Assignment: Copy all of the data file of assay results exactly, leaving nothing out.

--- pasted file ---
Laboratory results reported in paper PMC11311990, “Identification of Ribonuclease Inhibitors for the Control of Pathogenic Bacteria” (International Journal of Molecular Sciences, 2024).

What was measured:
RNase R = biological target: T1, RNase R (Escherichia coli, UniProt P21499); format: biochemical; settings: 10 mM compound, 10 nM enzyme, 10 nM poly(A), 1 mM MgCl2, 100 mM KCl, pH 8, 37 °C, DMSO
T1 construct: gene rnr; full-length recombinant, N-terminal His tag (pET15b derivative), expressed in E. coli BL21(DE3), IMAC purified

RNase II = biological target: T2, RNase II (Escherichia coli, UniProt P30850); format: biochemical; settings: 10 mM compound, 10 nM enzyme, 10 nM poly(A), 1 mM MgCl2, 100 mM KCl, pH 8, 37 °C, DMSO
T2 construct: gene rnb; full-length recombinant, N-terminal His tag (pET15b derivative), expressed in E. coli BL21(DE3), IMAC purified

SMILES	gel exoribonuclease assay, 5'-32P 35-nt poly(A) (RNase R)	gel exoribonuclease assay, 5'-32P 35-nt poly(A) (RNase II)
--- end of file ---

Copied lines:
Laboratory results reported in paper PMC11311990, “Identification of Ribonuclease Inhibitors for the Control of Pathogenic Bacteria” (International Journal of Molecular Sciences, 2024).

What was measured:
RNase R = biological target: T1, RNase R (Escherichia coli, UniProt P21499); format: biochemical; settings: 10 mM compound, 10 nM enzyme, 10 nM poly(A), 1 mM MgCl2, 100 mM KCl, pH 8, 37 °C, DMSO
T1 construct: gene rnr; full-length recombinant, N-terminal His tag (pET15b derivative), expressed in E. coli BL21(DE3), IMAC purified

RNase II = biological target: T2, RNase II (Escherichia coli, UniProt P30850); format: biochemical; settings: 10 mM compound, 10 nM enzyme, 10 nM poly(A), 1 mM MgCl2, 100 mM KCl, pH 8, 37 °C, DMSO
T2 construct: gene rnb; full-length recombinant, N-terminal His tag (pET15b derivative), expressed in E. coli BL21(DE3), IMAC purified

SMILES	gel exoribonuclease assay, 5'-32P 35-nt poly(A) (RNase R)	gel exoribonuclease assay, 5'-32P 35-nt poly(A) (RNase II)